The difference did not escape the attention of a medieval midrash. “The Tabernacle for which the people volunteered wholeheartedly never fell victim to the evil eye. The Temple, however, for which they did not, fell victim to the hand of the enemy” (Kasher, Torah Shlemah, v. 20, p. 6). Thus, the fate of an institution is determined by the measures taken to create it. A polity cannot long survive without popular support. Solomon’s Temple rested on shaky ground. Not only was centralizing the sacrificial cult in Jerusalem (that is, forbidding all sacrifices outside the Temple) a revolutionary step, but it also saddled the citizens of his recently united realm with heavy taxation. Little wonder that the kingdom immediately split apart after his death.

The lasting lesson of the Tabernacle is the supreme importance of voluntarism in the conduct of the Jewish polity. The twin values of tzedakah and gemilut hasadim, of charity and deeds of loving kindness combined to make of voluntarism the communal ethos. In the medieval Jewish community that spirit manifested itself in a network of voluntary associations, havurot, each with its own mission, such as burying the dead, visiting the sick, promoting adult education or aiding the poor. The impulse to create an association was usually a specific mitzvah, the benefit to the individual member, a licit form of socializing and the consequence to the community, a means of meeting its multiple needs. This ethos of public service is what enabled Jews in the absence of a state to forge a polity that was almost wholly self-sufficient.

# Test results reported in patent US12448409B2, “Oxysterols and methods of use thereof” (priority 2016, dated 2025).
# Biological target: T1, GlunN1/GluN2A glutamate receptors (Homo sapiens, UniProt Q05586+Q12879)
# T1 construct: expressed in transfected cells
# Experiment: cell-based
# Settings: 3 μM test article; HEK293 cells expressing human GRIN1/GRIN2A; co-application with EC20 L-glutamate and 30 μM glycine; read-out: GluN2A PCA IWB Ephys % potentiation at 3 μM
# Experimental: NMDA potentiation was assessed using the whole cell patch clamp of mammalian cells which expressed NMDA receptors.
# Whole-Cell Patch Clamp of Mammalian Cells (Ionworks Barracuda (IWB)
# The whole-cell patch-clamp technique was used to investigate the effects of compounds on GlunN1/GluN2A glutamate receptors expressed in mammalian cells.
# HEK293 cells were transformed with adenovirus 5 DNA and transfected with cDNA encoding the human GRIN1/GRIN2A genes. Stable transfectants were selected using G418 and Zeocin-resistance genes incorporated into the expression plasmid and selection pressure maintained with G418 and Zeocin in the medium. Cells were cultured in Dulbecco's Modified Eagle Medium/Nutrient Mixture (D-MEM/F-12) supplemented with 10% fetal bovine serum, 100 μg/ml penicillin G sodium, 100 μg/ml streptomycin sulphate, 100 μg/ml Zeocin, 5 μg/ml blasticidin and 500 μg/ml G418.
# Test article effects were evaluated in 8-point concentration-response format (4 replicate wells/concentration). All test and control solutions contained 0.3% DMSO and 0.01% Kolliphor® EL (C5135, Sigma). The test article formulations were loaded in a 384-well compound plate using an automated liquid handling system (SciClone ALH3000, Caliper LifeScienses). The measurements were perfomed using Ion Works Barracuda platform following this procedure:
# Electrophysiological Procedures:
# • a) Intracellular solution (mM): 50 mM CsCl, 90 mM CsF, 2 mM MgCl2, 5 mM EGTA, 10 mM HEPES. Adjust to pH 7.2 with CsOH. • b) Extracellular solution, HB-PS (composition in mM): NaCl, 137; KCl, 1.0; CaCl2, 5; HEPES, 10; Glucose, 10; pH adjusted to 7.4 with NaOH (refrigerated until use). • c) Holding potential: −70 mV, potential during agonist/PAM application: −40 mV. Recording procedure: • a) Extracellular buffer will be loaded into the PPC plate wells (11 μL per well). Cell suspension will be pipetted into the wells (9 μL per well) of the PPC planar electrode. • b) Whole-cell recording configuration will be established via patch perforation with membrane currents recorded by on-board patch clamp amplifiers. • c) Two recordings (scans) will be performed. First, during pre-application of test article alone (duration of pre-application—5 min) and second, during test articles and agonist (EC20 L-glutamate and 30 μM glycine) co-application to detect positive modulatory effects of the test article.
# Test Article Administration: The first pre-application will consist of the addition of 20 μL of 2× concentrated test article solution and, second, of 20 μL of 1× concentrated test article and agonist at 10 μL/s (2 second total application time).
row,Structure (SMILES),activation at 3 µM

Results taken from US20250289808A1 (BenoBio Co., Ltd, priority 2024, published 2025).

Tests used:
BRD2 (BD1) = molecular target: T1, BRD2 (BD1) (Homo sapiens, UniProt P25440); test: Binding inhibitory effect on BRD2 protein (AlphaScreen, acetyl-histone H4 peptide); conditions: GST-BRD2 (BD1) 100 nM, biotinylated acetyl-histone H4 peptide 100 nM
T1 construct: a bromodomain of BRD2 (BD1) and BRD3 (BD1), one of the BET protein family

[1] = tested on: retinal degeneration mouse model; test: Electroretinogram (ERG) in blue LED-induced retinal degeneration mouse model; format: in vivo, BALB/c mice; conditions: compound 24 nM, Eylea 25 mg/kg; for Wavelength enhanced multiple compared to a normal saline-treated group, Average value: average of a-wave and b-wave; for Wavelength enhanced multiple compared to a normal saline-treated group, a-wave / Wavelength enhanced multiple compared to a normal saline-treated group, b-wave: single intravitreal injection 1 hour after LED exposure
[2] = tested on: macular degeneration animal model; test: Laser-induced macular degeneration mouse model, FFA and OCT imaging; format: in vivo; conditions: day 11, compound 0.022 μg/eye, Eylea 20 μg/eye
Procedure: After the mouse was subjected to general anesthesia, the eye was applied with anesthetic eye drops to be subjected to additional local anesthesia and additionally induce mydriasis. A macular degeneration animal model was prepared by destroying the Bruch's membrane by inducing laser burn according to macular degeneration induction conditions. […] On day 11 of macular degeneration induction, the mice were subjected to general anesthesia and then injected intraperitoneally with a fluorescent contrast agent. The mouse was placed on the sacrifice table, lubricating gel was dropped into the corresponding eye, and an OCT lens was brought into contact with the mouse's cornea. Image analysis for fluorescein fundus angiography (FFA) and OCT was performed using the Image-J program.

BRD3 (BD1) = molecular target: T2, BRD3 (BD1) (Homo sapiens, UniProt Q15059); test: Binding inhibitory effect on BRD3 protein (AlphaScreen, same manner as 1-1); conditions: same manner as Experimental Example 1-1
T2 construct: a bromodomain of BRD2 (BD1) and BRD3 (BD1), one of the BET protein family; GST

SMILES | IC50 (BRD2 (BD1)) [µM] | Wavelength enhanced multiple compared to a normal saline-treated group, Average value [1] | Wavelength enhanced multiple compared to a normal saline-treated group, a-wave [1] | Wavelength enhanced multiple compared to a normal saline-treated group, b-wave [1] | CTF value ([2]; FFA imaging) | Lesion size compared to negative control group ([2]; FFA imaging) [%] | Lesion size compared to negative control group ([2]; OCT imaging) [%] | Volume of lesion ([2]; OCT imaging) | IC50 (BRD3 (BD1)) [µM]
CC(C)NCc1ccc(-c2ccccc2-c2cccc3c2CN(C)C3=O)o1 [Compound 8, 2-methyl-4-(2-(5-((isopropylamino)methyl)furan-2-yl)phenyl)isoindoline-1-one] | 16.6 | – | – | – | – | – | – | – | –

The virtue is singled out in a special prayer, mi sheberakh, which we recite in the synagogue right after the reading of the haftarah. We ask God to bless all those who serve the public weal, “by uniting to establish synagogues for prayer, and entering them to pray, and giving funds for heat and light, and wine for Kiddush and Havdalah, bread to the wayfarer and charity to the poor, and devoting themselves always to the needs of this community and the Land of Israel.” The prayer is a marvelous instance of the manner in which the synagogue contributes to the formation of social capital. The liturgy turns values into prayers which function as an instrument of public education. Behavior we deem worthy of God’s favor should become a goal for our own lives.

The boundless organizational vitality of the American Jewish community springs from this same spirit of voluntarism. While the endless details of the building of the Tabernacle may drive us to distraction, we should not lose sight of the selfless ethos that drove the project to completion. Salvation in Judaism is about losing ourselves in the welfare of the whole and making a difference in the lives of others.

Shabbat Shalom,

Ismar Schorsch

The publication and distribution of Chancellor Schorsch’s commentary on Parashat T’rumah are made possible by a generous grant from Rita Dee and Harold (z”l) Hassenfeld.